By Anna Blackwell (May 2019, age 11)
Title: The Hunger Games
Director: Gary Ross
Starring: Jennifer Lawrence, Josh Hutcherson, Woody Harrelson
Excellence: 2 stars (out of 5)
Summary in a Sentence: A mediocre "dystopian future"-themed film that features the disturbing spectacle of children killing each other in gladiatorial-style games, which neverthless touched something in the young-adult crowd, becoming a box-office smash with several sequels
I went to see this film in the theatre solely as social research and to see what all the fuss was about. A film that grosses $150 million in its opening weekend must have some special appeal. I went in with low expectations -- living under a rock as I do, I was largely ignorant of the whole Hunger Games phenomenon. I knew nothing of the plot save the vaguest idea of the concept. It wasn't terrible, but I'm glad I went on "Cheap Tuesday".
So the basic plot is, per Internet Movie Database:
In a dystopian future, the totalitarian nation of Panem is divided between 12 districts and the Capitol. Each year two young representatives from each district are selected by lottery to participate in The Hunger Games. Part entertainment, part brutal retribution for a past rebellion, the televised games are broadcast throughout Panem. The 24 participants are forced to eliminate their competitors while the citizens of Panem are required to watch. When 16-year-old Katniss's young sister, Prim, is selected as District 12's female representative, Katniss volunteers to take her place.
There really isn't much more to it than that. After the intial heroic act of volunteering to take her sister's place, the rest of the film is just a bunch of action sequences as Katniss tries to stay alive (with the mandatory shaky hand-held camera preventing the viewer from seeing much of it). Rather ho-hum I thought on the whole, although there were some things that were quite good.
I thought the Running Man-esque critique of modern media and the voyeurism of reality shows was quite well done. Stanley Tucci as Caesar Flickerman, the host of The Hunger Games was perfect. The "look" of the film, the art direction, etc., something that I pay close attention to was very well done also. The violence was treated decently insofar as it conveyed some of the horror inherent in children killing each other, without being too graphic.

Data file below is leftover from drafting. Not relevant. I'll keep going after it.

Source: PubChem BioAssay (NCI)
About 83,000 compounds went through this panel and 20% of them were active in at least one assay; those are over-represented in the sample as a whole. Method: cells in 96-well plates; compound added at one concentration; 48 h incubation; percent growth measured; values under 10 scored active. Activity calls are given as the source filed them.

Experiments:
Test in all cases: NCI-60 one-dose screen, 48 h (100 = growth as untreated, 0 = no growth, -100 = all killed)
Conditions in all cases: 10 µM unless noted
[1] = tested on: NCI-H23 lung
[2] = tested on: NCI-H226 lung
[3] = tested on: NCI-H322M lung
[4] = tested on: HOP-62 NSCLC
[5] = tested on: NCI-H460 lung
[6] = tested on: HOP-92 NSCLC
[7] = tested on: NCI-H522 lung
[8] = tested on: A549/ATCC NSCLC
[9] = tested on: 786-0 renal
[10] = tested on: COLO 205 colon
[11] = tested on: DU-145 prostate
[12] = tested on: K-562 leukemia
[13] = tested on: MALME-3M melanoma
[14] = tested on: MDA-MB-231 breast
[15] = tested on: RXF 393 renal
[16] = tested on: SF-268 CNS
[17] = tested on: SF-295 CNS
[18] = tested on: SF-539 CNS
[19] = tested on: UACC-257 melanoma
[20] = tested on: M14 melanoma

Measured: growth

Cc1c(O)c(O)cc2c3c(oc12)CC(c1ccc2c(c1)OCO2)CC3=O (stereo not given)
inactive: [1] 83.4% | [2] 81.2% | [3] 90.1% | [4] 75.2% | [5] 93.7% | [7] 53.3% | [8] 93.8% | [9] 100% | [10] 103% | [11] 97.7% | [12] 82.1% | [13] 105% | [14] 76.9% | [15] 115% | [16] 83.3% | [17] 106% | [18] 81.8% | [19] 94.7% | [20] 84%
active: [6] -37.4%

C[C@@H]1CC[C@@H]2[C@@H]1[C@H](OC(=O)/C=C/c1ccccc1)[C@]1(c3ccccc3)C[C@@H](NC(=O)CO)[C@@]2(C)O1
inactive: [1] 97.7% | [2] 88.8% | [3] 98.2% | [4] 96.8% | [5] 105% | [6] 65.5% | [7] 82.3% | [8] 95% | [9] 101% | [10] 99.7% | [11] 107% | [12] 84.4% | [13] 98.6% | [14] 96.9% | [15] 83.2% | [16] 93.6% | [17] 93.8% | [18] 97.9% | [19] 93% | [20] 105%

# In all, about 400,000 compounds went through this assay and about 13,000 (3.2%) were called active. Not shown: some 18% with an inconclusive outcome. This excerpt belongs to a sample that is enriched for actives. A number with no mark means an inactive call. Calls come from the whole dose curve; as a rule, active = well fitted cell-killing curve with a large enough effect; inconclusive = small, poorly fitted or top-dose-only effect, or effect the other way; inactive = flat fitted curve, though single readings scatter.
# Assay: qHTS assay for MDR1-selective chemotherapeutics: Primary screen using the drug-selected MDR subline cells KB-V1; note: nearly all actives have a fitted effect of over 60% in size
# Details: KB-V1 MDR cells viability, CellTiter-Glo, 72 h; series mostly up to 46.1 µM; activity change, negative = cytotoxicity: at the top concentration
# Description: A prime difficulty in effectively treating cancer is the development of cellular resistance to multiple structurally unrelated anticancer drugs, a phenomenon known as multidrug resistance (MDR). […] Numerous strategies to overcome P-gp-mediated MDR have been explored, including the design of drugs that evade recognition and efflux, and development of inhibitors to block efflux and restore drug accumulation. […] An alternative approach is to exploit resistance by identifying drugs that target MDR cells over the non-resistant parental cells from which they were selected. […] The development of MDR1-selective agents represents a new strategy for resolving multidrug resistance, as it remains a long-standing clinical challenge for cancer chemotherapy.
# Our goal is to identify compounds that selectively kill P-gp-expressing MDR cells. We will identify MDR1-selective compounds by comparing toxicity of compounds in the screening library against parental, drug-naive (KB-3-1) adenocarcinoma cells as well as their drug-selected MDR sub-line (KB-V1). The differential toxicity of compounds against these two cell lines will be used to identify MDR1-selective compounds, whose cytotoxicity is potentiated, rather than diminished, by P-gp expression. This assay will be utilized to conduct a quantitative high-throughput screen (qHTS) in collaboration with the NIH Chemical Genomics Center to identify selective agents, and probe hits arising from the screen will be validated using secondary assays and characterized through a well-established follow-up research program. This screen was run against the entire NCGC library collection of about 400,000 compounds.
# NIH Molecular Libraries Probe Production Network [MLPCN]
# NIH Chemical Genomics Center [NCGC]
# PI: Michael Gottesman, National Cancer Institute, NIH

But those good things do not add up to a good film. I thought that many aspects were highly problematic, and the biggest is that this is a truly post-Christian film in that the main protagonist has not a shred of Christian virtue -- and nor does anyone else. As I said, after the first self-sacrificing move for her sister, it's all self preservation and this really perverts what could have been a dark, yet powerful indictment of modern society. This unChristian ethical void leads of other things like the pagan glorification of suicide at the end of the film. I am NOT a fan of the "Xena Warrior Princess" politically correct gender-bending pugilism -- and therefore did not enjoy the concept of Katniss, a 16-year-old girl, who is capable of defeating all comers in hand-to-hand combat. It's not only horribly cliché and overused in sci fi especially, it's also just plain wrong. Wrong in that women in general aren't just as good at fighting as men, and from a Christian perspective the idea of women fighting is repulsive. Even the Romans found the spectacle of gladiatrices intolerable and reformed them out of existence after Nero. The whole "adults = evil, children = good" trope (as exemplified by the fact that all the adult characters were either evil or useless, save, interestingly, Katniss' fashion consultant) so common in modern-day literature is really tiring and insidious.